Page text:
For instance, my awareness is extremely heightened about the “carbon footprint” I am leaving behind. What matters most to me – aside from kindred family and friends – is recycling more and “consuming” less, growing my own food and making my own herbs, saving the bees and other endangered species, investing locally and conscientiously, stopping to smell the rosemary each and every day… Basically, living closer to the land while caring deeply for it, not just taking from it. This way of life takes me back to the basics of life. And while it may seem “survivalist”, it feels more along the lines of thriving to me. Even perhaps, thriving from the surviving. Because what do all those societal expectations mean or lead to, anyway? A distraction from our own empowerment? A distraction from the wonders of caring for our own needs? A false belief that a busy life is a truly fulfilling one?

Again, my current burnout may look and feel quite different from yours. But the more you get to know it, the more you get to know yourself and what matters most. Thus, the more you can alter the details/circumstances of your life based on your heart/soul/spirit’s truest longings. A significant door may close behind you, but the views from that newly opened window may be unforgettably majestic.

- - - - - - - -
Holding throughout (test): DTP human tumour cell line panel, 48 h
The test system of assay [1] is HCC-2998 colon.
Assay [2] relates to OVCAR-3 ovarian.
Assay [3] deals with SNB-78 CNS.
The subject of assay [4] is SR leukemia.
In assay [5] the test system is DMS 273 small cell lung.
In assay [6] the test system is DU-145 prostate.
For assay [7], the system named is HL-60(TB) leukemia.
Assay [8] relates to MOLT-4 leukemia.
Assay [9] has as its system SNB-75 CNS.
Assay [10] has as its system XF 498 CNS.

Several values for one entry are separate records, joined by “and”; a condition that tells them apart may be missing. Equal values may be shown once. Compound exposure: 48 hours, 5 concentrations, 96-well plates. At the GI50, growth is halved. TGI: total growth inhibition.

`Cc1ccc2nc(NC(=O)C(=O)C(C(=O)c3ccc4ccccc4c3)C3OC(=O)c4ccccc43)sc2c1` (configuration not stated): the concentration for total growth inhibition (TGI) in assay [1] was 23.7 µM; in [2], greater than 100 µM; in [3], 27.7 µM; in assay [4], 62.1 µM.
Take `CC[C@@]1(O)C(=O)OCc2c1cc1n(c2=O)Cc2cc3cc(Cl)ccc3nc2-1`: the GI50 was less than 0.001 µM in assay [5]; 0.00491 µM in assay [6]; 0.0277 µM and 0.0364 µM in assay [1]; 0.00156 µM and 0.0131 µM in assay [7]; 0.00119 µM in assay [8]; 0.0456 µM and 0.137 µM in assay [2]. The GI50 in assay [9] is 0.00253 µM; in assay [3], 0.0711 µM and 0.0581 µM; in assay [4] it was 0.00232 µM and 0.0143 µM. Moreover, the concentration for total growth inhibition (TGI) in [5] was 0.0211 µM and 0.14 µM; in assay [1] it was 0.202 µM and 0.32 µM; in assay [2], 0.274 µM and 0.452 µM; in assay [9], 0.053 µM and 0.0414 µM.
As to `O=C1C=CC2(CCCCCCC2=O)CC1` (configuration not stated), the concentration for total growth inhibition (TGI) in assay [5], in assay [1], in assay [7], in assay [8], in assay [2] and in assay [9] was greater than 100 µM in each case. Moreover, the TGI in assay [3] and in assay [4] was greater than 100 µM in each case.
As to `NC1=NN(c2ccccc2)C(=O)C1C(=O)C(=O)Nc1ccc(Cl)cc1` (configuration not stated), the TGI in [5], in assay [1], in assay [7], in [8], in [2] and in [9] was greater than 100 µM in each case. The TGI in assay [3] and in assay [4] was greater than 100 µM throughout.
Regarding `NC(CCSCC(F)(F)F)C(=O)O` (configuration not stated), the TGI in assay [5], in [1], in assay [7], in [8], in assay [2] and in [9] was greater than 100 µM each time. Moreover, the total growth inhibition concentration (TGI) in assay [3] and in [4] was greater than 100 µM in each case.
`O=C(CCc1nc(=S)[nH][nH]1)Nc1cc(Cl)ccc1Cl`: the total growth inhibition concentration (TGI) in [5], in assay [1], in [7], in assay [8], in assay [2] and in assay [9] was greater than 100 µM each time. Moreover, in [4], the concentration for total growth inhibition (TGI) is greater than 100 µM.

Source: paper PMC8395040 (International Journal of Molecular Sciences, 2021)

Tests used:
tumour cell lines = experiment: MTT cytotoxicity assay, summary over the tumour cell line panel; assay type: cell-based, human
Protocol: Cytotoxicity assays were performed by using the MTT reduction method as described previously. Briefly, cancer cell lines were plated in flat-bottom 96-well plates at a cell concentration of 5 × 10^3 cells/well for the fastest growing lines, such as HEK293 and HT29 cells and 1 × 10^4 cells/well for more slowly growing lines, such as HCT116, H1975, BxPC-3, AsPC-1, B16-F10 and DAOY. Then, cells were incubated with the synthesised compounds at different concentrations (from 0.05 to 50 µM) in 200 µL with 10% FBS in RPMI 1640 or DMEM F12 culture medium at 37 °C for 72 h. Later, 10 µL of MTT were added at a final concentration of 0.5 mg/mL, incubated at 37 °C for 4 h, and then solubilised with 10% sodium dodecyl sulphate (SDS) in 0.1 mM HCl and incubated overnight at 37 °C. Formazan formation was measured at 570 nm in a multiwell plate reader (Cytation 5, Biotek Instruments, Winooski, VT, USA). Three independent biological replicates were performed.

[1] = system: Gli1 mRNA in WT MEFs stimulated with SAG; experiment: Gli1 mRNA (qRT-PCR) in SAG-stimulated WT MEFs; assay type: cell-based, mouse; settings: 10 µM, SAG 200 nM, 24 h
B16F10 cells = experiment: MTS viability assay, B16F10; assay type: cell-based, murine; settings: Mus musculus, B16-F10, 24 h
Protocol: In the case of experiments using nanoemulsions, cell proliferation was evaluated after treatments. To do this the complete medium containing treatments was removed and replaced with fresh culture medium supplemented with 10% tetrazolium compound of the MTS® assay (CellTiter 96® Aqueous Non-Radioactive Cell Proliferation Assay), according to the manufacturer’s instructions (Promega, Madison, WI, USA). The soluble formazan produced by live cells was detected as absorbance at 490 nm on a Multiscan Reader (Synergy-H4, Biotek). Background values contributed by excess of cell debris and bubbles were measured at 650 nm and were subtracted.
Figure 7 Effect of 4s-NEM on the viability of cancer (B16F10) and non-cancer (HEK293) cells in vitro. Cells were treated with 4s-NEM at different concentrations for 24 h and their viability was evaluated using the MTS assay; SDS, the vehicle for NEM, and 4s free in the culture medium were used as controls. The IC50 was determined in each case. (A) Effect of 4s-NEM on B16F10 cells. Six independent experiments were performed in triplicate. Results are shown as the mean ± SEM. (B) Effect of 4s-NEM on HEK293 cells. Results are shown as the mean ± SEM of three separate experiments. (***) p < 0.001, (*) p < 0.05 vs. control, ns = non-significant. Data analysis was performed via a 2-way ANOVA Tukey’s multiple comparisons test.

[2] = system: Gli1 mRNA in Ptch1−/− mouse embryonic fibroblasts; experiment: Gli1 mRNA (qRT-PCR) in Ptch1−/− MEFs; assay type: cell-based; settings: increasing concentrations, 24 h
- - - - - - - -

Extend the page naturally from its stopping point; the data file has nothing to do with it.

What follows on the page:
Thursday, August 3, 2017

The Garden Diaries (Introduction)

While I’ve always loved nature, I wasn’t all that interested in gardening until my 40s when the concept of helping things grow suddenly seemed a miraculous endeavor. In addition, having daily access at my fingertips to fresh organic food is a component of living a feel-good life for me personally. Sometimes I even feel a hint of fairytale energy with the delicate little white butterflies flitting about, bees buzzing overhead, and squirrels bouncing from tree to tree. Nowadays, if I’m not literally in the garden, I peek out my window to bask in the visual glory of the greenery getting bigger by the day.

For many of us, nature is a spiritual entity, if not a spiritual practice. We might walk and ponder, sit and meditate, or lie back and stargaze. Some of us even tend to the land with hands of magical intent. My friend Farmer Ric, for instance - once a Sacramentan - now runs an organic farm in New Mexico providing clean, nutritious food to locals. This, I consider a high calling nowadays.

Yet not all of us have to take it so far. We are allowed to simply enjoy any semblance of nature we can find, even if we don’t have an intentional practice built around it. But recognizing the symbolism of nature – serenity, abundance, power, cycles – we can also all benefit from the lessons inherent within. And when it comes to Sacred Outdoor Space, a garden is a prime example.

Gardens are symbolic of our own peacefulness and creativity; serenity and peace are themselves Dharma concepts. Can you vividly imagine an inviting outdoor community space in which we can come together?! Can you feel the gentle breeze, hear the crickets, sense the healing powers of nature filling you up?